Calcium is a second messenger and plays an important role in regulating a great variety of neuronal functions, such as release of neurotransmitters, synaptic plasticity, neuronal excitation, and gene transcription. Indeed, changes of intracellular free [Ca.sup.2+] concentration ([Ca2+]i) may directly alter neuronal excitability. X. Liu and colleagues explored Ca2+ status as part of their investigation into the cardiovascular effects of H2S, which were due to decreased oxidative stress, via inhibition of NADPH oxidase activity in the rostral ventrolateral medulla (RVLM) of spontaneously hypertensive rats (SHR). The molecular mechanisms involved in this neuromodulator effect of H2S are not clear, although the effects, both exogenous and endogenous, of H2S in primarily cultured medullary neurons elevate [[Ca2+].sub.i] levels, mainly by increasing the calcium influx and mobilizing intracellular [Ca.sup.2+] stores from ER from primarily cultured rat medullary neurons.

In HIV-associated neurocognitive disorders (HAND), the HIV-1 transactivator protein (Tat) activated from HIV1-infected cells and cell membranes may lead to disruption of tight junctions (TJs) associated with astrocytes along the blood-brain barrier (BBB), which increase the permeability of this barrier and can lead to HAND. Y. Chen and colleagues investigated the relationship between occludin and amyloidbeta (A[beta]) transfer receptors in human cerebral microvascular endothelial cells (hCMEC/D3) in the context of HIV-1-related pathology. The authors showed that HIV-1 Tat and the Rho inhibitor hydroxyfasudil (HF) had no significant effect on hCMEC/D3 cell viability. However, the HF significantly inhibited HIV-1 Tat-induced occludin dysfunction and regulated LRP1 and RAGE expression in hCMEC/D3 cells. Thereby, they suggested a potential protective role for HF in HIV-1 Tat-mediated BBB destruction and A[beta] accumulation, revealing a new therapeutic strategy for reducing the A^ burden in HAND.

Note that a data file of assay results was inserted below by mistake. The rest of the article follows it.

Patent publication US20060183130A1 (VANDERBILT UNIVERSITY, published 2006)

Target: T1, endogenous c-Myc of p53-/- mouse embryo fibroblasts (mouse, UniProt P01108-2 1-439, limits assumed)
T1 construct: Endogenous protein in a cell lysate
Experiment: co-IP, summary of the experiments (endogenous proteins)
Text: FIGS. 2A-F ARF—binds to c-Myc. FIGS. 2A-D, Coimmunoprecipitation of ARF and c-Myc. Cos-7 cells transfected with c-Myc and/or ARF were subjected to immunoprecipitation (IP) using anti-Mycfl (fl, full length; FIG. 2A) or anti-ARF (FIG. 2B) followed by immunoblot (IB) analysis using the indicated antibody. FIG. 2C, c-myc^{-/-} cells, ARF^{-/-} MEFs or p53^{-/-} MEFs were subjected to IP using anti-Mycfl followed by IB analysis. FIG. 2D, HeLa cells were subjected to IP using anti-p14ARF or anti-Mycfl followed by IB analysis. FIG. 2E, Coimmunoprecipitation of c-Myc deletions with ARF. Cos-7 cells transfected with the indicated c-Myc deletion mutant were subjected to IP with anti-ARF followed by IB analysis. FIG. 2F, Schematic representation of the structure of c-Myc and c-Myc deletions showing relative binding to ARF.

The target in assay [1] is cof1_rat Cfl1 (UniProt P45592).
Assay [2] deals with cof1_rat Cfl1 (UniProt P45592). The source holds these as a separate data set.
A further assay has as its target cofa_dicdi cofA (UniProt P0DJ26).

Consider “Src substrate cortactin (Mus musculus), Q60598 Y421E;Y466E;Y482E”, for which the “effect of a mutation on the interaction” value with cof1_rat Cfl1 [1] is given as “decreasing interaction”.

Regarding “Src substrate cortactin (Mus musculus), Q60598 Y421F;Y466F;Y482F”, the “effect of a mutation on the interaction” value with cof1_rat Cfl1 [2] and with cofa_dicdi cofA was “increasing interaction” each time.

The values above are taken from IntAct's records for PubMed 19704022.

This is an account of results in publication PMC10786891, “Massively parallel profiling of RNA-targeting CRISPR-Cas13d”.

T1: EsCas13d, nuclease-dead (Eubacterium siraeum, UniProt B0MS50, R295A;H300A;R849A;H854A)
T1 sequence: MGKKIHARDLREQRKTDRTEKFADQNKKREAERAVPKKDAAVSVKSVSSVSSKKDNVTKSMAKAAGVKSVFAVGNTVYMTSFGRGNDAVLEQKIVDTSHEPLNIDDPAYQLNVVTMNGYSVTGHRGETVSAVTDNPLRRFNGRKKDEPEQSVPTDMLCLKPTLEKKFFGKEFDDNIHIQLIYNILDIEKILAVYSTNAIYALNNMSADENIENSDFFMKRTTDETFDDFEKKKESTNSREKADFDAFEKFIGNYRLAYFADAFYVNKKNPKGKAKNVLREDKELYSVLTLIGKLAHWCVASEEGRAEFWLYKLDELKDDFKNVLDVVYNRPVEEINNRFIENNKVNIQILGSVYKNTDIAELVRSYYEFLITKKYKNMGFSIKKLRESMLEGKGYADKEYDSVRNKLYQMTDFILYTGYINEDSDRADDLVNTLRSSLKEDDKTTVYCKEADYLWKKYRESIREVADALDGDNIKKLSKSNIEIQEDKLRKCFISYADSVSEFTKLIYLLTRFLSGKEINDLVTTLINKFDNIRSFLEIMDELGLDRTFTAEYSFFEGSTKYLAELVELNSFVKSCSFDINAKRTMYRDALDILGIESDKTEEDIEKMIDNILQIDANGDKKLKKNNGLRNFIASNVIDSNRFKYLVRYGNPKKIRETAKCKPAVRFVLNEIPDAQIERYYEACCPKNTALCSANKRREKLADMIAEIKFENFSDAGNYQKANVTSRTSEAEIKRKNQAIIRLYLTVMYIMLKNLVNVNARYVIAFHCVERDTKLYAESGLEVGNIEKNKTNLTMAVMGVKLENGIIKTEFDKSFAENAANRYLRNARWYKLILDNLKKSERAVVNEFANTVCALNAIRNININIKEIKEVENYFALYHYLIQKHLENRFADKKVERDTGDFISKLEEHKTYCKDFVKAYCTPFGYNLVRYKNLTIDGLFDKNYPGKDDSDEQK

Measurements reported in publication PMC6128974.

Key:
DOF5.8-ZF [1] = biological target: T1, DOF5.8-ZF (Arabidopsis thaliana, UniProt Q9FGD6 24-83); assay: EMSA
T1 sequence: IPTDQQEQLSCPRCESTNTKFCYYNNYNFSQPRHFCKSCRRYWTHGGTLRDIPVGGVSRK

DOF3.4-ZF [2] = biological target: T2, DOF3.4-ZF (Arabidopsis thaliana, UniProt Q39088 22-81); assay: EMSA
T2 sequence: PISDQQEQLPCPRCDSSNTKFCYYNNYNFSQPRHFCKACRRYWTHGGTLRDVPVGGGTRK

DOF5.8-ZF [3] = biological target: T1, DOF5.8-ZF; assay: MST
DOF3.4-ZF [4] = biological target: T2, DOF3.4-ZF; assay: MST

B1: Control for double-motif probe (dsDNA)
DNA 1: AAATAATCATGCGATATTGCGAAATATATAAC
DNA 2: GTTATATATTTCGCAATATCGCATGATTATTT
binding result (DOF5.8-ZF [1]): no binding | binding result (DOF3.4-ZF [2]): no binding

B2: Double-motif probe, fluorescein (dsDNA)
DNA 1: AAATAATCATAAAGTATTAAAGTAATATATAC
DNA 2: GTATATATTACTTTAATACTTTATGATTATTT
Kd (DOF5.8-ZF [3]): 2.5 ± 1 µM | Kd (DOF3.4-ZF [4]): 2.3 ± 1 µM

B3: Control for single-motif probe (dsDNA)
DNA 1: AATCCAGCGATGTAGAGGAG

Natural products have emerged as a source for potential agents, which might ameliorate CNS neurodegeneration. Whilst the antioxidant properties of the bee-derived plant resin propolis have been extensively reported, its effects on the behavioral/cognitive functions have been poorly described. C. C. S. D. M. Da Silveira et al. examined the neurobehavioral effects of yellow propolis, related to anxiety, depression, and spontaneous locomotor activity in rats. The authors also investigated mnemonic activity as well as antioxidant properties of the extract, since both behavioral and cognitive disorders may manifest themselves in the course of the neurodegenerative diseases as symptoms or comorbidities. The authors concluded that yellow propolis elicits antioxidant activity associated with anxiolytic, antidepressant, and cognitive enhancer properties. Therefore, yellow propolis shows some promise product from natural sources in the therapy of the central nervous system disorders, as neurodegenerative diseases.

It is well documented that oxidative stress plays a pivotal role in neurodegenerative diseases pathology, particularly with AD. Another feature related to AD is the occurrence of dementia, in which the cholinergic neuronal enzymatic activity [i.e., acetylcholinesterase (AChE) and butyrylcholinesterase (BuChE)] is involved in the optimal impulse transmission at cholinergic synapses. The AChE/BuChE upregulation promotes excessive degradation of the neurotransmitter acetylcholine in the synaptic terminals, which leads to cognitive dysfunctions. In fact, the treatment of AD symptoms related to cognitive decline is based on anticholinesterase activity modulation. D. Zaluski and R. Kuzniewski investigated the biological activity of the 12 extracts of Eleutherococcus species related to both neurodegenerative mechanisms (i.e., oxidative stress and increased cholinesterase activity). Their results indicated that bioactive compounds from Eleutherococcus species are a promising source for the protection or treatment of neurodegenerative diseases, since the extracts were able to inhibit both AChE and BuChE avoiding feedback loop, allied to the antioxidant activity that in turn may ameliorate the cognitive dysfunction and reduce the oxidative damage, respectively